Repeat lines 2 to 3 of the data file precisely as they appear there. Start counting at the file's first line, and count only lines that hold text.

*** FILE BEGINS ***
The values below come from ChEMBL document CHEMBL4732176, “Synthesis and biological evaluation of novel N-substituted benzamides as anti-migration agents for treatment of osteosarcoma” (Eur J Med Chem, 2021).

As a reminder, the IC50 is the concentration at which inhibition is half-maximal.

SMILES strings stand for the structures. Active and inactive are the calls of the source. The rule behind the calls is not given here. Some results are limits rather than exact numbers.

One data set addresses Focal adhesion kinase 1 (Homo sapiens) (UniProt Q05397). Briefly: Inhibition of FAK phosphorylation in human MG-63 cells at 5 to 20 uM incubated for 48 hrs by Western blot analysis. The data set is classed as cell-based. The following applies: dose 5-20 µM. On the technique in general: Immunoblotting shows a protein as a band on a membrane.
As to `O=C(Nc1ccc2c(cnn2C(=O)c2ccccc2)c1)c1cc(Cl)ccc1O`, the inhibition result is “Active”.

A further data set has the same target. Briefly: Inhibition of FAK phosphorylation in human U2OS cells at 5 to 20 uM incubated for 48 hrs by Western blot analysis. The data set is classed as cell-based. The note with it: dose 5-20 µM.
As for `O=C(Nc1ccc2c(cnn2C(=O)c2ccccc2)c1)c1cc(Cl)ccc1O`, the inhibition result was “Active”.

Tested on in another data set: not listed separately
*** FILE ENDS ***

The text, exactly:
As a reminder, the IC50 is the concentration at which inhibition is half-maximal.

SMILES strings stand for the structures. Active and inactive are the calls of the source. The rule behind the calls is not given here. Some results are limits rather than exact numbers.